MEMORANDUM AND ORDER
This is an action under the Freedom of Information Act [FOIA], 5 U.S.C. § 552, to order the defendant, Civil Aeronautics Board [CAB], to produce a Board decision concerning the merger of Eastern Airlines, Inc., and Caribbean-Atlantic Airlines, Inc., and to enjoin the CAB from withholding future similar decisions until approved by the President. The plaintiff in this case, Aviation Consumer Action Project [ACAP], is a nonprofit organization incorporated in the District of Columbia and engaged in advocating, promoting and protecting the interests of aviation and general consumers. The defendant is the statutory authority for regulating United States commercial aviation, and under the Federal Aviation Act [FAA], 49 U.S.C. § 1301, et seq., is charged with the duty to issue decisions in connection with proposed mergers of domestic and foreign airlines. See 49 U.S.C. § 1461.
The CAB by decision dated August 3, 1972, disapproved the proposed merger of Eastern Airlines, Inc., and Caribbean-Atlantic Airlines, Inc. The President by letter dated October 19, 1972, and pursuant to statutory authority, 49 U.S.C. § 1461, returned the decision to the CAB and ordered further consideration by the Board. The CAB on October 30, 1972, published its August 3, 1972 decision, and then by a supplemental opinion dated February 2, 1973, again denied the proposed merger. The President by letter dated April 11, 1973, disapproved the Board's supplemental opinion and directed the CAB to approve the merger.
This cause of action arose when the plaintiff on February 23, 1973, requested access to the defendant's "new decision" in the Eastern-Caribbean merger case. The CAB by letter dated March 6, 1973, denied plaintiff's request. On April 19, 1973, after the President had acted upon the Board's decision, the document in question was made public.
Plaintiff asserts that the FOIA requires the decision of the Board to be made public as soon as it is submitted to the President. It seeks an order permanently enjoining the defendant from further withholding any decision of the CAB once transmitted to the President. Defendant contends that disclosure is prohibited by section 801 of the FAA, 49 U.S.C. § 1461, thereby rendering the document exempt from disclosure prior to such action pursuant to exemption 3 of the FOIA, 5 U.S.C. § 552(b)(3). The defendant argues in the alternative that the document is exempt from disclosure under exemption 5, 5 U.S.C. § 552(b)(5).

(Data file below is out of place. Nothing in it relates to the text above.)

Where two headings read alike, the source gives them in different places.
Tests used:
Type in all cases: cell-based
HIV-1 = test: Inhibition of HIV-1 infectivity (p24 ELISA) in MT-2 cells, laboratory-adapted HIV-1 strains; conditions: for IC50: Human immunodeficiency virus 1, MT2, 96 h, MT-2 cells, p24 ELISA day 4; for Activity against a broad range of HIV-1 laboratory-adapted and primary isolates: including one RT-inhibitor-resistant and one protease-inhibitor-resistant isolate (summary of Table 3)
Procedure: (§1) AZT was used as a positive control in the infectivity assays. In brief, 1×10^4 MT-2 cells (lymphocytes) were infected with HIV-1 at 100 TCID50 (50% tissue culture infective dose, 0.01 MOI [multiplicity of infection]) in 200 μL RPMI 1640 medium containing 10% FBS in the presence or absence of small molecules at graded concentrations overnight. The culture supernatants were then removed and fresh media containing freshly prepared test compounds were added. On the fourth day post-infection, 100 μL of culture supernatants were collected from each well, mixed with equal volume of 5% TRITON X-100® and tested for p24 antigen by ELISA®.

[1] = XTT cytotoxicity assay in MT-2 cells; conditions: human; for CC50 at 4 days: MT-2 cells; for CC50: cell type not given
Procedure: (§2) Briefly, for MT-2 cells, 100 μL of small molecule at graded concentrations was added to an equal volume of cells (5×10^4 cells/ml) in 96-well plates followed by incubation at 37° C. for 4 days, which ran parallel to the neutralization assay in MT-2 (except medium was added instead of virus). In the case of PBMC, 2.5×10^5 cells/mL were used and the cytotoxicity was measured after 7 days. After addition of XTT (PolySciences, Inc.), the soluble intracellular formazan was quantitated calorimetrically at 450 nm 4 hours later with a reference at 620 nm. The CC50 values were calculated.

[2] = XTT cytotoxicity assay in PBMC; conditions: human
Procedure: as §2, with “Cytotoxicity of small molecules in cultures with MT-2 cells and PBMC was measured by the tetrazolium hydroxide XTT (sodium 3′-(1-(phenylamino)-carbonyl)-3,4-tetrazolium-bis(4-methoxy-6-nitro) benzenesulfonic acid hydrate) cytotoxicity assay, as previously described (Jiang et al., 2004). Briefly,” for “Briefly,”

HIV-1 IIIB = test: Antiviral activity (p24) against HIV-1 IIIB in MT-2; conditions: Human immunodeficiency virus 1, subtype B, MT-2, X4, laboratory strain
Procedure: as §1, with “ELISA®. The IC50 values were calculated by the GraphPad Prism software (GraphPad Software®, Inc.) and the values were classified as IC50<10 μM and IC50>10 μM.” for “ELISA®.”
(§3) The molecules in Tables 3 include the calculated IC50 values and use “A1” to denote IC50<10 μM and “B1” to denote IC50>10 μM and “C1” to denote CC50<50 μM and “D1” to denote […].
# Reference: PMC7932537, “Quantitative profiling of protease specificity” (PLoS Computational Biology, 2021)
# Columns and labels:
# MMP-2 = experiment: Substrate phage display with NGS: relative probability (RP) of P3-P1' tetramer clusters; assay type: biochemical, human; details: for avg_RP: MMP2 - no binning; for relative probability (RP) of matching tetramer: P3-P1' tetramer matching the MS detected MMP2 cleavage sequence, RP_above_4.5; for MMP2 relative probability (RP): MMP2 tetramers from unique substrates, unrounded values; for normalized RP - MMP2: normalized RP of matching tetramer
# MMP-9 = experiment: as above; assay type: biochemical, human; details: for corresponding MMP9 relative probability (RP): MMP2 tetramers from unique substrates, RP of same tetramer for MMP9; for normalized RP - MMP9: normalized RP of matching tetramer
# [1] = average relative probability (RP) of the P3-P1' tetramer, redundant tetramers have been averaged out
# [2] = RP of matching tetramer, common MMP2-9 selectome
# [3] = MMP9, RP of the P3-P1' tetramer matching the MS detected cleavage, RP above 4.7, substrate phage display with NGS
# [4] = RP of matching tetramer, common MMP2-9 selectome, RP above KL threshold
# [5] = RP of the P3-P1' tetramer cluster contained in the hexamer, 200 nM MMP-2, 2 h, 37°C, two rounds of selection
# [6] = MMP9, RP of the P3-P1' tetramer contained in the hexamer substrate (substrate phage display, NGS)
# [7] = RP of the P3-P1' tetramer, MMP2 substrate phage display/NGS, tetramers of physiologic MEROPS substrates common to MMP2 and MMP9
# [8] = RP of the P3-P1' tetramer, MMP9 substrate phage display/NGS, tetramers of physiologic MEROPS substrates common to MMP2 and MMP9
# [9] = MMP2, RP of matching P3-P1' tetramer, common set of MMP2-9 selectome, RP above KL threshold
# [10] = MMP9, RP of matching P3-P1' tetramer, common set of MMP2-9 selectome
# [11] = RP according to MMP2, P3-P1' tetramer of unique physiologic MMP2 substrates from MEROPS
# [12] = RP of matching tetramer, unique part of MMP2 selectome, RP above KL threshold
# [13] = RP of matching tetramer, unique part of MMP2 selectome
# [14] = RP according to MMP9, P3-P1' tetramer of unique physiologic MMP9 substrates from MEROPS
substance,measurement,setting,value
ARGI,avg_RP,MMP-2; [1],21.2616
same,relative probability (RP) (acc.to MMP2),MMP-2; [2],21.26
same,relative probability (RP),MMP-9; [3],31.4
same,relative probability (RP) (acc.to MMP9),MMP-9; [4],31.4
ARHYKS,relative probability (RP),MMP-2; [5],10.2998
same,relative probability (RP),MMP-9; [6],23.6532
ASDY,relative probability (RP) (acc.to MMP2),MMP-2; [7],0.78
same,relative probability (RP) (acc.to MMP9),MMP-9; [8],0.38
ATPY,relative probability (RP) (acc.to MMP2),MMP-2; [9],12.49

On July 13, 1973, this Court dismissed the action as moot. On appeal, defendant conceded that the action was not moot, and the case was remanded to this Court. Both parties moved for summary judgment over eleven months ago, but the case was held in abeyance pending settlement discussions, which ultimately proved unfruitful. At a status call on February 27, 1976, this Court stated it would proceed to decide the pending motions.
Defendant contends that the decisions of the Board are exempt from disclosure under 5 U.S.C. § 552(b)(3) which exempts from disclosure matters which are "specifically exempted from disclosure by statute," by virtue of 49 U.S.C. § 1461(a), which provides:
The issuance, denial, transfer, amendment, cancellation, suspension, or revocation of, and the terms, conditions, and limitations contained in, any certificate authorizing an air carrier to engage in overseas or foreign air transportation, or air transportation between places in the same Territory or possession, or any permit issuable to any foreign air carrier under section 1372 of this title, shall be subject to the approval of the President. Copies of all applications in respect to such certificates and permits shall be transmitted to the President by the Board before hearing thereon, and all decisions thereon by the Board shall be submitted to the President before publication thereof.
According to the defendant, only after the President approves or disapproves the Board's order and opinion is there a requirement that the decision be made public.